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Madagascar Biodiversity Partnership (MBP)

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Madagascar Biodiversity Partnership

What We Do

Madagascar Biodiversity Partnership Dr. Louis, Shelia Holmes and Varecia_ HHamilton

Dr. Louis and Sheila Holmes collecting data from a lemur.

At Madagascar Biodiversity Partnership (MBP) we work with communities on comprehensive research and conservation programming.

MBP was founded in 2010 by Dr. Edward E. Louis Jr., Director of Conservation Genetics at Omaha’s Henry Doorly Zoo and Aquarium (OHDZA) who has been working in Madagascar since 1998. Here at MBP we strive to protect local forests for the lemurs while sustainably raising the standard of living for communities who are equally reliant upon the natural resources. Believing that everything is connected, or “Mampifandray ny tontolo”, MBP incorporates research, education and community involvement to achieve sustainability.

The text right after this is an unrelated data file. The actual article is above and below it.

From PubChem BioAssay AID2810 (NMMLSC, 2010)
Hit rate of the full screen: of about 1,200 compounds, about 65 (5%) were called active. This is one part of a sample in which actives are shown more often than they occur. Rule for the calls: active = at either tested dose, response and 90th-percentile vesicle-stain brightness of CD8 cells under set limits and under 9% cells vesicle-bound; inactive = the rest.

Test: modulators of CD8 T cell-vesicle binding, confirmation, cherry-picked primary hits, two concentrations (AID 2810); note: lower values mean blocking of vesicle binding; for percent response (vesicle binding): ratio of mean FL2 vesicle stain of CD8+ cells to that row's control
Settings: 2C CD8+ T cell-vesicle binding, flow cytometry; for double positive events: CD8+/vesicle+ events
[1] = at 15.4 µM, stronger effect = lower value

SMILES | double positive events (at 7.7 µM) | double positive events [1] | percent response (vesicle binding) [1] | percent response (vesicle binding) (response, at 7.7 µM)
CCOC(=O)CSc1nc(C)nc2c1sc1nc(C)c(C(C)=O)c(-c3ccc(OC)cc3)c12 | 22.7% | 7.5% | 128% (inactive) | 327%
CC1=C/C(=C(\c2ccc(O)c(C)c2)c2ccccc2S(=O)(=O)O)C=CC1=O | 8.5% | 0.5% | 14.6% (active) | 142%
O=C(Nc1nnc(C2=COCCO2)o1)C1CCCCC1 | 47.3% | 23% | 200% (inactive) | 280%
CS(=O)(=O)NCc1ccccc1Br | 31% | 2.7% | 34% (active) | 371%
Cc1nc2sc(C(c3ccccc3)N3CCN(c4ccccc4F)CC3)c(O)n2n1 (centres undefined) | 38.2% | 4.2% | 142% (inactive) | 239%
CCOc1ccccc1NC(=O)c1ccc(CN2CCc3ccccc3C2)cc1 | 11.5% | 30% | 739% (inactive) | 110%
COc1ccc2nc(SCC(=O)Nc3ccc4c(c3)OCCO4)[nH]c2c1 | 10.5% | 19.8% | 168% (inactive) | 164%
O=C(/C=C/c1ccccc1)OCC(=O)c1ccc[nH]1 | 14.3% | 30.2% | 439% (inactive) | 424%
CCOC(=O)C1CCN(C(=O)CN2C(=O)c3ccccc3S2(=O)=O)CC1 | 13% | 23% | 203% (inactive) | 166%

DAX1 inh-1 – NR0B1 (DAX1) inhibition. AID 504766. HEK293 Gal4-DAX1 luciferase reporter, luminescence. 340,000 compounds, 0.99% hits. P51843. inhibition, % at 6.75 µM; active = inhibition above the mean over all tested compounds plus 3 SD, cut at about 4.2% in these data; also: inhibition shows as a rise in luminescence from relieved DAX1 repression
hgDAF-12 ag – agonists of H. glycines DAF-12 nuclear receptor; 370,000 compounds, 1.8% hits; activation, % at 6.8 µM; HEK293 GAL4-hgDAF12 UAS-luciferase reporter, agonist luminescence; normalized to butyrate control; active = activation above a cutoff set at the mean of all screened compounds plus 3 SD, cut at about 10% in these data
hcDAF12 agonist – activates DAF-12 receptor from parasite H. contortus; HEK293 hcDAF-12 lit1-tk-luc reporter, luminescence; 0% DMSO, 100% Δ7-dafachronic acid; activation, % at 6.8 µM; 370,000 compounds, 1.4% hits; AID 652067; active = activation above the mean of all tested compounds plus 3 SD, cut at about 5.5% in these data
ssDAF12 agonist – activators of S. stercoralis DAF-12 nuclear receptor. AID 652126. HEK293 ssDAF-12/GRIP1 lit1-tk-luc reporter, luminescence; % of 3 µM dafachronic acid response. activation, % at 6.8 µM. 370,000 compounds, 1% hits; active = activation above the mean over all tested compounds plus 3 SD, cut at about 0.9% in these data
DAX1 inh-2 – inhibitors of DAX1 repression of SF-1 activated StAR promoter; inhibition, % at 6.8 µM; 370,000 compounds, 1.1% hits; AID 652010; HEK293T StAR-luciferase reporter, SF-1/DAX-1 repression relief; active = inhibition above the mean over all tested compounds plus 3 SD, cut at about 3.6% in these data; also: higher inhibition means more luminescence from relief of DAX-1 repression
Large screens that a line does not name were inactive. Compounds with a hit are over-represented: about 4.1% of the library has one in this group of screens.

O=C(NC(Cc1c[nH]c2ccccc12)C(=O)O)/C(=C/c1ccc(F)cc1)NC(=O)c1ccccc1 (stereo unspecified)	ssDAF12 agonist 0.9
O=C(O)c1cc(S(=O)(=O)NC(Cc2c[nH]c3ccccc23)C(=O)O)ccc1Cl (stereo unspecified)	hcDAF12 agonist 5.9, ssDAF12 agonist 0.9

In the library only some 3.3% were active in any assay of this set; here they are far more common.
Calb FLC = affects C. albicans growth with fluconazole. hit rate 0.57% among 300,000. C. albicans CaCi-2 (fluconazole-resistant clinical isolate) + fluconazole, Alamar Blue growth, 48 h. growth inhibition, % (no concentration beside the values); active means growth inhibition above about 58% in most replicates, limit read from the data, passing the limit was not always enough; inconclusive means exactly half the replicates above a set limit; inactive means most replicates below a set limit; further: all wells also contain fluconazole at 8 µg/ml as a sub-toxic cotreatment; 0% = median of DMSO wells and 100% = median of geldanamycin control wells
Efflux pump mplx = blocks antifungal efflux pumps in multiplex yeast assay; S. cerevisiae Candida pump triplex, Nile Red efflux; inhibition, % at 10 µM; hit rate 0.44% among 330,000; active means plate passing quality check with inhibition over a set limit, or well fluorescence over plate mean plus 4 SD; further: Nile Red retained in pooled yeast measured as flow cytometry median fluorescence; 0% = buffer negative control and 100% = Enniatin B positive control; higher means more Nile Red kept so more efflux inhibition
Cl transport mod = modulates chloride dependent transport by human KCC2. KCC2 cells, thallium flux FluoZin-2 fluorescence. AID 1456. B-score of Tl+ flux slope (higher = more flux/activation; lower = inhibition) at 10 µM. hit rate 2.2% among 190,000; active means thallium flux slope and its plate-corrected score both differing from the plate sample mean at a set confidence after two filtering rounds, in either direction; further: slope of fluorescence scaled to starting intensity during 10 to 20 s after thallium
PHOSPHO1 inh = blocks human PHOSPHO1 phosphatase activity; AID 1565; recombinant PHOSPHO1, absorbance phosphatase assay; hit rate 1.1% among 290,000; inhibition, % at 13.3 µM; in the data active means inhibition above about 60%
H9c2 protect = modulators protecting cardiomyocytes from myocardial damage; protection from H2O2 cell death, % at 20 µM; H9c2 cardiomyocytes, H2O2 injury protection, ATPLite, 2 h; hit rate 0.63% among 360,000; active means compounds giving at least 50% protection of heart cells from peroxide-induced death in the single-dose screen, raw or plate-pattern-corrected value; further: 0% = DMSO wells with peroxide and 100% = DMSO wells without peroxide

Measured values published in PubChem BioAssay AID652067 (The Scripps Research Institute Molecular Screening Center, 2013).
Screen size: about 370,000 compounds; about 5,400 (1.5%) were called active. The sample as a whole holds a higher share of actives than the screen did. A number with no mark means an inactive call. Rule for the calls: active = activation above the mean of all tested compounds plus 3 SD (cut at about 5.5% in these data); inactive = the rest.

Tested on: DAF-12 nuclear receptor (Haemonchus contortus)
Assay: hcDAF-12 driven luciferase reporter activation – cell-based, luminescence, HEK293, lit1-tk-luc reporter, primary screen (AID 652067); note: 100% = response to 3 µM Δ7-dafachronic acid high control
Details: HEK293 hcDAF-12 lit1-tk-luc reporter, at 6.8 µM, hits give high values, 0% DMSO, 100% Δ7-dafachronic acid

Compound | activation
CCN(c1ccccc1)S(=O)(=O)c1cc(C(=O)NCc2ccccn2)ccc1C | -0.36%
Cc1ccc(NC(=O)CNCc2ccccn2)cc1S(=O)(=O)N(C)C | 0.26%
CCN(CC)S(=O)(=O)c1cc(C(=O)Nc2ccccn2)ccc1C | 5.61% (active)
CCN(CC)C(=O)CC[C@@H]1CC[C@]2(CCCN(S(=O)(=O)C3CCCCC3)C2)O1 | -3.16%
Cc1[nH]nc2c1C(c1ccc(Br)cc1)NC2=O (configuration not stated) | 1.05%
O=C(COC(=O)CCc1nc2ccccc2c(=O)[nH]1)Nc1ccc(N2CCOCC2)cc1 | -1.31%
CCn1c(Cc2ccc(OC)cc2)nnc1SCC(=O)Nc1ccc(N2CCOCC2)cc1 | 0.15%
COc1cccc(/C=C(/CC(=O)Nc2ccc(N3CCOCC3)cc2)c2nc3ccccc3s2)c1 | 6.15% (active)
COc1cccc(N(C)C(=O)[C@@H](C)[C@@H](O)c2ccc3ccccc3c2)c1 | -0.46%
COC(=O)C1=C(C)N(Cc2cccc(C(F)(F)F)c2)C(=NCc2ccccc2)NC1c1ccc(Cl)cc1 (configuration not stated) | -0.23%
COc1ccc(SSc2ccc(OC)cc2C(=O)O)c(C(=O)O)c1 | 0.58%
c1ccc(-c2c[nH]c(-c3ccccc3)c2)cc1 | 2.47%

How We Protect Lemurs And Other Wildlife

Research and Lemur Monitoring

Madagascar Biodiversity Partnership Baby Lepilemur septentrionalis_EE Louis Jr

A baby Lepilemur septentrionalis being examined.

At MBP we have pioneering research on the northern sportive lemurs, whose populations are incredibly small (less than 50 individuals remaining) and who cannot be kept in captivity. In addition, and together with the Malagasy government, we have helped re-establish the diademed sifaka and the black-and-white ruffed lemur to their historical ranges in the Analamazoatra Special Reserve.These populations are now monitored by our team year-round. Finally, we use radio collars and other innovative technology to track lemur populations; this helps increase understanding of how different species use different types of habitat and how conservation programs can effectively protect lemurs in the future.

Reforesting Habitat